dianoigo blog

Friday 10 February 2012

Thou shalt not kill

This Sixth Commandment is perhaps more famous in its King James Version verbiage than the modern versions which usually translate “You shall not murder” (Exodus 20:13). Whatever dialect you say it in, this commandment stands out starkly from those that come before it. It is short and to the point. One could say it is unmistakably clear, but in fact its scope has been hotly debated.

Some have interpreted “Thou shalt not kill” in absolute terms, using the commandment as a proof text to oppose capital punishment, or even killing animals for food. However, such uses of this verse ignore the wider context in which it was written. The Law of Moses mandated capital punishment as well as the killing of animals for sacrifices and food. There is no way that the law would blatantly contradict itself in this way. Thus, without wading too far into the debate on these social issues, we can conclude that the commandment, “Thou shalt not kill” does refer to the murder of a fellow human being in a civil context.

The vast majority of us live out our earthly lives without ever murdering a fellow human being. Does this make us innocent of the Sixth Commandment? It does not. Just as we saw in our studies of the Second Commandment, one need not create a physical idol in order to commit idolatry. In the same way, the commandment against murder reaches past the physical act into the thoughts of hatred, greed, envy and malice that can lead to murder.

Jesus said as much in a part of his Sermon on the Mount known to theologians as the Antitheses:
“21 You have heard that it was said to those of old, 'You shall not murder; and whoever murders will be liable to judgment.' 22 But I say to you that everyone who is angry with his brother will be liable to judgment; whoever insults his brother will be liable to the council; and whoever says, 'You fool!' will be liable to the hell of fire.” (Matthew 5:21-22)
John made much the same point in his first epistle:
“12 We should not be like Cain, who was of the evil one and murdered his brother. And why did he murder him? Because his own deeds were evil and his brother's righteous. 13 Do not be surprised, brothers, that the world hates you. 14 We know that we have passed out of death into life, because we love the brothers. Whoever does not love abides in death. 15 Everyone who hates his brother is a murderer, and you know that no murderer has eternal life abiding in him.” (1 John 3:12-15)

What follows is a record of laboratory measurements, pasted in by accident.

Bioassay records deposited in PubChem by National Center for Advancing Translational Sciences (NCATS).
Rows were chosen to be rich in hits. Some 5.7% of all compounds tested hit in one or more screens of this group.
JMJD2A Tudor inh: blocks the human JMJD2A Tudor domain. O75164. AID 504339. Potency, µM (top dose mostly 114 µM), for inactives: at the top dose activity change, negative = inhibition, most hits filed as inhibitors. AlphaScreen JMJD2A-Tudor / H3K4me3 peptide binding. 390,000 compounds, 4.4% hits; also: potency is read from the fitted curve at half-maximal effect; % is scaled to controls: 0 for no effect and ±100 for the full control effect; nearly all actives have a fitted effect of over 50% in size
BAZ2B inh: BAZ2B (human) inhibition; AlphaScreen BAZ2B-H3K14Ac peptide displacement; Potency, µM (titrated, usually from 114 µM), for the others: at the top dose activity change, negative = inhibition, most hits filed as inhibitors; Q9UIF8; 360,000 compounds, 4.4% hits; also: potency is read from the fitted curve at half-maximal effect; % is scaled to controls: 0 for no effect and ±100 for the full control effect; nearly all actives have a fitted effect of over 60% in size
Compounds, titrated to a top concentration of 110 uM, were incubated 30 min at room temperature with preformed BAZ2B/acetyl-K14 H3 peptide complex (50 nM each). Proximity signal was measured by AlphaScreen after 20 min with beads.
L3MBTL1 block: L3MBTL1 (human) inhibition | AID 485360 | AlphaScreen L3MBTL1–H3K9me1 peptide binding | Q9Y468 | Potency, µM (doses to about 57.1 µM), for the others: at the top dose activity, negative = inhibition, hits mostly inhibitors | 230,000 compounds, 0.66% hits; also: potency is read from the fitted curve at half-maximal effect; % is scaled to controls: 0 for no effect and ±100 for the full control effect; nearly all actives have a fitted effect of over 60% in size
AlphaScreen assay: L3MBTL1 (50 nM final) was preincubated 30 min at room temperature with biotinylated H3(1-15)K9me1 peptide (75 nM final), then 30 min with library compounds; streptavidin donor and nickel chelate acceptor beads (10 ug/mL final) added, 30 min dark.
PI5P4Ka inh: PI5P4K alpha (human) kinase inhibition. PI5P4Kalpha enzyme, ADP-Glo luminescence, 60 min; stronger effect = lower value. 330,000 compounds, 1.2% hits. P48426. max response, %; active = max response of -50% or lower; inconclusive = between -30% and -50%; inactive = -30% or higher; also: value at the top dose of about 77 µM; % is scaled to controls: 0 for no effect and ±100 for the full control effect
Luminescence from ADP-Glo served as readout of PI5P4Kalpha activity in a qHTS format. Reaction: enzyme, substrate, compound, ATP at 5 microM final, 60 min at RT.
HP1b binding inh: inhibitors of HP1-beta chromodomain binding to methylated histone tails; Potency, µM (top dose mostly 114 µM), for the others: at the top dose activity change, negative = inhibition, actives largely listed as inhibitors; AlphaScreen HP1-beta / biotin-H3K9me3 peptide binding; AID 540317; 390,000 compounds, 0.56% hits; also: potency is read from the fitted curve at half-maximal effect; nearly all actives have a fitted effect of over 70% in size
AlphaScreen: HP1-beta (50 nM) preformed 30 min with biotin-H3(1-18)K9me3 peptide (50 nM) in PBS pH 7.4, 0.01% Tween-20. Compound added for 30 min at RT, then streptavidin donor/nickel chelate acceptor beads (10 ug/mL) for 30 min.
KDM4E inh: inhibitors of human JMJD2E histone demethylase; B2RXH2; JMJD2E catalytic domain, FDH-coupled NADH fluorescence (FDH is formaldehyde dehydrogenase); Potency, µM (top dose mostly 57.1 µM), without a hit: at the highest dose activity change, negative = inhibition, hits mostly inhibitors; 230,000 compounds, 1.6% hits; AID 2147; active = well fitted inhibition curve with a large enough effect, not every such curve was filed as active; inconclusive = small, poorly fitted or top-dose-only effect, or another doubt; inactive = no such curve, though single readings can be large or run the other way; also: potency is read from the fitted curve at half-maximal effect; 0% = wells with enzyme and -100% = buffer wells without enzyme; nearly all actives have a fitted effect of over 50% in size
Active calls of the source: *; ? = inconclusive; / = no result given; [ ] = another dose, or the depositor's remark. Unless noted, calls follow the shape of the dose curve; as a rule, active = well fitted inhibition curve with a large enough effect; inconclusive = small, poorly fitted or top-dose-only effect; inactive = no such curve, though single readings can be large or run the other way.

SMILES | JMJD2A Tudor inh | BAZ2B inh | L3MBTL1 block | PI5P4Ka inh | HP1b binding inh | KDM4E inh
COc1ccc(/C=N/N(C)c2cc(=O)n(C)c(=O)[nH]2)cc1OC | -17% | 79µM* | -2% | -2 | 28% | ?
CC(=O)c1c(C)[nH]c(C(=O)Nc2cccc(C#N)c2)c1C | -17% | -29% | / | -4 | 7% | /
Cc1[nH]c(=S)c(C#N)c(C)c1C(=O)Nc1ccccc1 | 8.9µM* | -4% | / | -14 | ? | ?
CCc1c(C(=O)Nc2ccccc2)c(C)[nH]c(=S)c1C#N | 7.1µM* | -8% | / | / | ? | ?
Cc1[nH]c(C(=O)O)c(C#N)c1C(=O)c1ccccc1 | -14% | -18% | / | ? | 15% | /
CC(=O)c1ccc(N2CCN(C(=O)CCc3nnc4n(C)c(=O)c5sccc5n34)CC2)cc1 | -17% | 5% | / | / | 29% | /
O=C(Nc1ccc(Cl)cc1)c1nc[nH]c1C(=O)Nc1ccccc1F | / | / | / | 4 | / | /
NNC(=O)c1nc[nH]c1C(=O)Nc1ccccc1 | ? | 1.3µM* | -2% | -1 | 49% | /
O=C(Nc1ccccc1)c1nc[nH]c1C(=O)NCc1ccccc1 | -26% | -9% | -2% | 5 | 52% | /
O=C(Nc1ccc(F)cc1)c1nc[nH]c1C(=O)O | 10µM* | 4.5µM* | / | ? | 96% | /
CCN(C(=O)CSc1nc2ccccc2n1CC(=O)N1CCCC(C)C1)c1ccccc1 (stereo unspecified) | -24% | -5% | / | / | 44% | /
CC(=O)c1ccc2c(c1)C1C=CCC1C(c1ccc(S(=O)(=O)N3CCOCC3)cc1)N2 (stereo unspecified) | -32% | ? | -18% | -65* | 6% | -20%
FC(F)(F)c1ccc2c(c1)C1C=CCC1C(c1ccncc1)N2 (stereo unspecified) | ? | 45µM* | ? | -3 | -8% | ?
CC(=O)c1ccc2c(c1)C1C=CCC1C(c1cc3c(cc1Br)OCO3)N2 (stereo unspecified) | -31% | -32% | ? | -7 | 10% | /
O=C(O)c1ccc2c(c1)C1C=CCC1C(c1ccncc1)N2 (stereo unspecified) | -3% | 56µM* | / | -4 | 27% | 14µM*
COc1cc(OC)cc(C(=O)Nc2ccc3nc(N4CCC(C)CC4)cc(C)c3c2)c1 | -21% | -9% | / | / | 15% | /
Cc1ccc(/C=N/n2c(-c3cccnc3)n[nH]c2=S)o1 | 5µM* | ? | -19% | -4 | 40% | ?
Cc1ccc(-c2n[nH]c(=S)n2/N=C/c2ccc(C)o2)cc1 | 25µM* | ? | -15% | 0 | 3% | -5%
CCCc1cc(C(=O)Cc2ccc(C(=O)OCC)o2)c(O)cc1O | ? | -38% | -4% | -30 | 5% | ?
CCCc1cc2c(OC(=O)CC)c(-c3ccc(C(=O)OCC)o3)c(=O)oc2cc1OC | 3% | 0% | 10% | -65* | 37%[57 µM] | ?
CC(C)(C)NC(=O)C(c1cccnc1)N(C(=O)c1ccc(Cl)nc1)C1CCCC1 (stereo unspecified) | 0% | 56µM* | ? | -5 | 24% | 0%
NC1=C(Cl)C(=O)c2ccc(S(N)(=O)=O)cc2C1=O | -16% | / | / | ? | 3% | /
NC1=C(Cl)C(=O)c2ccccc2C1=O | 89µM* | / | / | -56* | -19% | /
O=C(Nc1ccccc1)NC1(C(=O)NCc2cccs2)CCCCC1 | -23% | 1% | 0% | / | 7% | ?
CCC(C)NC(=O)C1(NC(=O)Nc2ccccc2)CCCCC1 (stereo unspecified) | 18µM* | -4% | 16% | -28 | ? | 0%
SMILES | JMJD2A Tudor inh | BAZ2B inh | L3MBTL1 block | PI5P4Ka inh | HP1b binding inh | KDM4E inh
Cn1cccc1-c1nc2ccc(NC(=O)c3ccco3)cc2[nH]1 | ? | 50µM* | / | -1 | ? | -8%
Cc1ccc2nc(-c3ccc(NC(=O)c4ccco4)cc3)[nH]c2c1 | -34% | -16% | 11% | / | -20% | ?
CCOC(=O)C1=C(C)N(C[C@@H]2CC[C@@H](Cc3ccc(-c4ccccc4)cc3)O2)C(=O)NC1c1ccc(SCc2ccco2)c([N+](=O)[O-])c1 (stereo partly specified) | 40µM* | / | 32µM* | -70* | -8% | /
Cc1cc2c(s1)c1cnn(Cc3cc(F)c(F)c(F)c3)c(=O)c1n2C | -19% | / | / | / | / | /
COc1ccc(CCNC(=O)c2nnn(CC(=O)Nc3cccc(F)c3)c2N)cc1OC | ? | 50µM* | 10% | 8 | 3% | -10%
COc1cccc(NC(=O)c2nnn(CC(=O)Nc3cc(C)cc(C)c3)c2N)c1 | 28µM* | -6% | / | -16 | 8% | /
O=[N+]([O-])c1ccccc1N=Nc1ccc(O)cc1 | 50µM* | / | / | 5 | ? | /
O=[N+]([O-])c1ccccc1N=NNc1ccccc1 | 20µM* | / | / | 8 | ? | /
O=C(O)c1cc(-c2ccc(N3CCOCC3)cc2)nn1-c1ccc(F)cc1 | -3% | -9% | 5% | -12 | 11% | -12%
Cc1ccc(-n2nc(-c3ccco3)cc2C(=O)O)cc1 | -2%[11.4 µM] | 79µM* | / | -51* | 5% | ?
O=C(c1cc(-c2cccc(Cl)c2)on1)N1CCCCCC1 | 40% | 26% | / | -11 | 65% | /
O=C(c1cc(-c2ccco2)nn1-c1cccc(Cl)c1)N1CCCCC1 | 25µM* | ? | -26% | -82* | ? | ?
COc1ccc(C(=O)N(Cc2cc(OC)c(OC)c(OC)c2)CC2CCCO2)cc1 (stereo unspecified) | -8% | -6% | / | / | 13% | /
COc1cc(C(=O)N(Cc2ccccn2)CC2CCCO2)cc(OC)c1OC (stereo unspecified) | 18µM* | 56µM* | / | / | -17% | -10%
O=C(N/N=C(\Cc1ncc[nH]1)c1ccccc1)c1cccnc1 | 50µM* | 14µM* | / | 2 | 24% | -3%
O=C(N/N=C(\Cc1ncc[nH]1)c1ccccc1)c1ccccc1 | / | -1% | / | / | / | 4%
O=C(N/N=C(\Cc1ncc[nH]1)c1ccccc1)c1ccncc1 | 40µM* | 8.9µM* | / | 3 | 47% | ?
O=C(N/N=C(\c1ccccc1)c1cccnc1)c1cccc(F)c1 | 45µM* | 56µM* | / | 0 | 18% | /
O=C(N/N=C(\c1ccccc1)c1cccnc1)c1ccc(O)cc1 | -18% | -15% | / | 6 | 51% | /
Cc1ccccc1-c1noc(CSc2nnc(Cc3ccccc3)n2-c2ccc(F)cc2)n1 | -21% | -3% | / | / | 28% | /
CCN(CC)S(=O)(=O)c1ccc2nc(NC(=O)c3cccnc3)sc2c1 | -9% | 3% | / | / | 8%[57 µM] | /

Cain was the first murderer in the history of the world. He murdered his brother Abel out of anger because Abel’s sacrifice was more pleasing to the Lord (Genesis 4:1-8). According to Jesus and John, we can follow in Cain’s footsteps without even physically harming anyone. If we allow ourselves to be ruled by hatred, anger, insults and arrogance, we are no better than murderers. These are the same negative attitudes that spawn murder (Mark 7:20-21).

In fact, the fear of punishment is likely what keeps a lot of hateful, angry, arrogant people from committing murder. Given the opportunity to commit murder and get away with it, a person ruled by these emotions is likely to seize the chance. But God can read our hearts (Jeremiah 17:10), and in his eyes, the desire to commit sin is as bad as the sin itself. God wants his people to do good and refrain from evil, not out of fear of punishment, but out of love (1 John 4:18). This is why Paul writes that the second half of the Ten Commandments can be aptly summed up by the single commandment, “You shall love your neighbour as yourself” (Romans 13:9).

Friday 3 February 2012

Honour your father and your mother

After a lengthy hiatus, we are continuing our series analyzing the Ten Commandments and their relevance to us as people living in the fast-paced digital world of 2012. The Fifth Commandment reads as follows:

"Honor your father and your mother, that your days may be long in the land that the LORD your God is giving you.” (Exodus 20:12)